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Pietro Annigoni Museum in Florence

A brand new location for the most extensive collection of Annigonian paintings in existence: the museum at Villa Bardini.

Exhibits will be altered annually in order to allow visitors and aficionados the chance to view the entire collection over time. Instalments will be arranged by thematic element, as determined by the curators.

In this first phase, the board is offering the public access to a wide array of Annigoni’s early works, most of which relate to the artist’s family life (his first wife, Anna Maggini, his children Benedetto and Ricciarda, his father and his mother). Included are the paintings Solitudine II and Solitudine III, Cinciarda, Vecchio Giardino, Interno di Studio, la Soffitta del Torero and Morte del Mendicante as well as medals, lithographs, designs and objects found in the master’s study after his death, including his famous rocking chair, his easels, his paint boxes and the dummy he used as a model for his metaphysically-themed endeavors.

Milan born artist, Pietro Annigoni, is notorious for his rejection of modern and postmodern techniques in portraiture. He chose instead to paint predominantly in the style developed during the Renaissance. Taking this into consideration lends itself to hightened fascination for the viewer since his works, even those in this first installment of the exhibit, range from the abstract to Dali-like images of surrealism to works that are easily mistaken for photographs. (The best examples of the latter are Annigoni's twelve drawings of Florence in the aftermath of the German raids.) As one strolls through the galleries, it becomes profoundly evident that Annigoni's high opinion of himself was was not out of line with his aptitude and also that he gave various styles and techniques a chance before wholeheartedly ridiculing them in his less-than-subtle manner.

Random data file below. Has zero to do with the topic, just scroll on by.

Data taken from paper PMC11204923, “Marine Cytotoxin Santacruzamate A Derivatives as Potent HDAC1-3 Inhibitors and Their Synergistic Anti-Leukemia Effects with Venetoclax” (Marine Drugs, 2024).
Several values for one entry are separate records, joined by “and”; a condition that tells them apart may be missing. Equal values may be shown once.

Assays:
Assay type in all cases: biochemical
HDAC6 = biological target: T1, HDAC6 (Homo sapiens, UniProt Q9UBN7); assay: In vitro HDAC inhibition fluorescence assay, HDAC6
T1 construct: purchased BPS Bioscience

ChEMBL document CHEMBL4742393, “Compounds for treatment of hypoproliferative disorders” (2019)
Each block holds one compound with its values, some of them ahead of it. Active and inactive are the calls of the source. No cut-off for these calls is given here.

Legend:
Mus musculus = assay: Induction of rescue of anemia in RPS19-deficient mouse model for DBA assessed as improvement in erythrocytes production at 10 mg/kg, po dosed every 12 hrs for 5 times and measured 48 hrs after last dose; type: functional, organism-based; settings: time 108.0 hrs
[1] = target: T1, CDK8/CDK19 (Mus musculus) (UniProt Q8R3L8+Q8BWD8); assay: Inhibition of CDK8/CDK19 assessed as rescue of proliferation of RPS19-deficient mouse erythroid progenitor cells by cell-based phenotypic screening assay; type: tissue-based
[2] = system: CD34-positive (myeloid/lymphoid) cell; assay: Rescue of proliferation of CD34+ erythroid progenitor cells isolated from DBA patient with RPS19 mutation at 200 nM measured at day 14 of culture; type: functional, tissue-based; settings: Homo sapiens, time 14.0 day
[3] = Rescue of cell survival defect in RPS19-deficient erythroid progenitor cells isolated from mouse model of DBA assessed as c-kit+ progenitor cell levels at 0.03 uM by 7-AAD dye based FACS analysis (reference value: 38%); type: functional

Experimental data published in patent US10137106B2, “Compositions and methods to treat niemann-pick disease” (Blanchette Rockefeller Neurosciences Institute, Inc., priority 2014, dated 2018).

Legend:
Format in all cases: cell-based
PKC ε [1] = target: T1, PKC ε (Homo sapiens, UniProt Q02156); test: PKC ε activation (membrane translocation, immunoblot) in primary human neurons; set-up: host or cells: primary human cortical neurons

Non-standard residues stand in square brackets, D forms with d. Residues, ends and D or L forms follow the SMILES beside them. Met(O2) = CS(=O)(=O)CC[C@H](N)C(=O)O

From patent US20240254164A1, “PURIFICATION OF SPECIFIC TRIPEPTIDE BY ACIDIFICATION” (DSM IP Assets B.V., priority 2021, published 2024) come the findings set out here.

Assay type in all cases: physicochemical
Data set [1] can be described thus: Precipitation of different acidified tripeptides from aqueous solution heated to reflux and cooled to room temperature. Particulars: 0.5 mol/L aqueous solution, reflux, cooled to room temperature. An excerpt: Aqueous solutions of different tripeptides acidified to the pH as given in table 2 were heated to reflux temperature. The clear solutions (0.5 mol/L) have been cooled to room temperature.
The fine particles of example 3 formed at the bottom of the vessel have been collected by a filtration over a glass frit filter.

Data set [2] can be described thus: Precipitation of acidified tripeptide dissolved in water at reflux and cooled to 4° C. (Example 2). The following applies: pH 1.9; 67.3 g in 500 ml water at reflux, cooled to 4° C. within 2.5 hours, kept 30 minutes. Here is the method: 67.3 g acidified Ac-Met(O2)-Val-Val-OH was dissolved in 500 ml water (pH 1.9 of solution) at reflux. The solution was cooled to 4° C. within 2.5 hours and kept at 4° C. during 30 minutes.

Five times during his lifetime, the artist's portraits were featured on the cover of Time magazine in the US, but perhaps his most famous portrait is one of Queen Elizabeth II (above). Examples of his brilliance can be found on display in the Vatican Museum, Windsor Castle, The National Portrait Gallery in London, The Galleria degli Uffizi in Florence, and the Metropolitan Museum of Art in New York. Annigoni died in 1988.

It goes without saying that the Villa and surrounding Gardens in and of themselves –a valued effort in restoration by the Ente Cassa di Risparmio di Firenze – provide an excellent added incentive to visitors as well as the perfect location for the museum. The area surrounding Costa San Giorgio (almost beneath Piazzale Michelangelo and two steps from Santa Croce) is one of the most evocative in Florence, with views of the city superior to those of any other vantage point in the region.

The Villa Bardini is located at Costa San Giorgio 2 in Florence with an alternate entrance at Via dei Bardi 1r. From October 1st through March 31st the museum is open from 10 a.m. to 4 p.m. Wednesday through Friday and from 10 a.m. to 4 p.m. Saturday and Sunday. From April 1st through September 30th hours are from 10 a.m. to 6 p.m. Wednesday through Sunday.

For more information, call 055-2638599 or 055-2346988

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